MBC: I don’t really start until November 1, but I can tell you what Michael Curry is about—what I’ve been about in North Carolina and what I’m about as a bishop and as a follower of Jesus. I really do believe that the Church’s life—that our life together as the body of Christ in the world—is going to be found as we reclaim our share in the Jesus Movement. Now, somebody may ask, “What’s this Jesus Movement thing about? What’s that got to do with anything?” Well, the truth is, if we’re doing it on our own, if this is our own program, it’s not going to work. If this is God’s mission, if this is the Jesus Movement, and if we are following in his footsteps, living His teachings, living in His Spirit—if we’re really doing that, then it’s not ours alone. In fact, it’s not ours primarily; and therefore, we can engage all of the challenges that are before us. All of the difficulties we face, we can surmount them, and we can move forward because we’re not moving on our own power. We are moving and living on the power of God’s love, and nothing can stop God’s love. If you don’t believe me, ask Pontius Pilate.

And so, my conviction is that we are partners. We can commit ourselves to being part of the Jesus Movement, and there are three things I do see for us as a church. The Jesus Movement is about evangelism. It is about forming followers, disciples of Jesus, and it is about making witness through personal service and public prophecy. That’s what I see as the key to the Jesus Movement in our time. Now, we’ll have to flesh that out, I know that. And that will take time. I’ve quoted Archbishop Tutu—I don’t know the original source—but he was talking about God’s mission in the world, and he said that “By himself, God won’t. By ourselves, we can’t. But together with God, we can.” That’s why we much claim our share in the movement of Jesus.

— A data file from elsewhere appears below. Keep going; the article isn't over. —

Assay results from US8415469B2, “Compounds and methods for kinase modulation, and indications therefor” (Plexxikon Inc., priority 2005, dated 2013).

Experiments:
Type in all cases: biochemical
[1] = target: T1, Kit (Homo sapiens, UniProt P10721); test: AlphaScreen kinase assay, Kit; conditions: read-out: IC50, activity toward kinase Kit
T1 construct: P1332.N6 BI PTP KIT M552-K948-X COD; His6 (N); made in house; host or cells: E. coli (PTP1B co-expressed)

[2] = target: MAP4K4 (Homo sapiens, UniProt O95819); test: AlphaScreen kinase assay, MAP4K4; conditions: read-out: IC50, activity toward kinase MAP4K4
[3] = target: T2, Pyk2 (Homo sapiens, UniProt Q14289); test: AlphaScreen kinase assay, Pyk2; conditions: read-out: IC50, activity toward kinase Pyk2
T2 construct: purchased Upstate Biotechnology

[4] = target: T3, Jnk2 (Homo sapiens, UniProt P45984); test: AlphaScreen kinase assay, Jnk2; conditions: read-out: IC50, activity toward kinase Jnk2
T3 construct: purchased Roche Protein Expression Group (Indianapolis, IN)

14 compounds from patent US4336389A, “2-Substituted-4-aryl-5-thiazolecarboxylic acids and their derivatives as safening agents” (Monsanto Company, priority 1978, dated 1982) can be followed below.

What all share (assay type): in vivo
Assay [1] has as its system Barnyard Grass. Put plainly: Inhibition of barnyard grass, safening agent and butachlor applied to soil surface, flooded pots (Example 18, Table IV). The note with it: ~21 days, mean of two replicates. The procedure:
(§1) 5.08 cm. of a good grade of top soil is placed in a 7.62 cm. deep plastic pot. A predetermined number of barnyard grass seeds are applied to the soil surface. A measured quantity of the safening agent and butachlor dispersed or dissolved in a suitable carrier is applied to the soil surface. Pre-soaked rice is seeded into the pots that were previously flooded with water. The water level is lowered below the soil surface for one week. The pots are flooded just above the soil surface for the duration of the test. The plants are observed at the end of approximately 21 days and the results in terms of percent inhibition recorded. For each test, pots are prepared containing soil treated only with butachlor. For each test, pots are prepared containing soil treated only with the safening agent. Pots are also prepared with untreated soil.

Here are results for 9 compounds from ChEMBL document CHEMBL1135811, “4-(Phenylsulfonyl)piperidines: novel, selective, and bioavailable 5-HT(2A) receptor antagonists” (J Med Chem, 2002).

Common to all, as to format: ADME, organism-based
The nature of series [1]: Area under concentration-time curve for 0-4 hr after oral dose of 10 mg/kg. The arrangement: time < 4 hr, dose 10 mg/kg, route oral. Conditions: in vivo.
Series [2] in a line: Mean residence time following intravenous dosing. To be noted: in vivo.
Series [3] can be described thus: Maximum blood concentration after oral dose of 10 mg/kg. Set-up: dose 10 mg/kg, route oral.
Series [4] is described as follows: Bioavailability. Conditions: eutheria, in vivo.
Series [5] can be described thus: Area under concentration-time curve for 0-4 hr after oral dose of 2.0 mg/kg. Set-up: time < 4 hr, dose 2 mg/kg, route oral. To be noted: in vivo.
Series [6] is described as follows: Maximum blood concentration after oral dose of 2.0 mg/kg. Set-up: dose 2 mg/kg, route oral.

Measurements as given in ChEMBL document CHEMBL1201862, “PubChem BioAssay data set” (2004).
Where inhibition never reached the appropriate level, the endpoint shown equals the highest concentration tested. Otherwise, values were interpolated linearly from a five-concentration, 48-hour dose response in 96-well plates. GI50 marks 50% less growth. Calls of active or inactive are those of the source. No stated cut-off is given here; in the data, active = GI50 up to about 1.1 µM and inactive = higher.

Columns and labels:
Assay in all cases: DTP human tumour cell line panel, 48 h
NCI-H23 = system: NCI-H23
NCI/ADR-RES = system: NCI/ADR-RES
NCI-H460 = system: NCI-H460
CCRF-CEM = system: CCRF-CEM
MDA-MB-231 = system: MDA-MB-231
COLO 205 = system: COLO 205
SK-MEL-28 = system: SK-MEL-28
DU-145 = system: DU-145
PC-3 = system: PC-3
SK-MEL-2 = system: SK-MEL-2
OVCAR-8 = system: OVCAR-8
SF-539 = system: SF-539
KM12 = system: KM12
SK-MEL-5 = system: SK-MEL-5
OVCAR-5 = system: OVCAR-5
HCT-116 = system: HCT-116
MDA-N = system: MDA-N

LW: What is your vision for the Church and what principles inform your views about how the presiding bishop’s senior leadership team should be assembled?

MBC: I’ve been around long enough to know you’ve got to go in and you’ve got to listen and learn. I’m clear about the mission, but listen and learn. You get to learn about the people who are there, how the place operates, how the system works, and then slowly you begin to piece it together, not just by yourself, but you bring together people who can help us all figure out how we move forward. The truth is, nobody does this by themselves. The truth is Michael Curry doesn’t operate by himself. He can make a decision, and he can lead, but we do this together.

 

LW: You were a member of the task force for reimagining the Episcopal Church. Can you speak more about how the church can become one that is more deeply rooted in, and spends more of its treasure on mission?

MBC: We’re in the midst of general convention now, so I don’t know what the exact outcome of the specific recommendations … [but] the mission must determine the operation, not the other way around. That’s why this Jesus Movement—evangelism, discipleship, and witness—if that is the mission for us at this mission moment, then we must create organization and operation that actually make that happen … Right now, in this mission moment, what is the operation, what is the structure, what is the organization that will serve the Jesus Movement?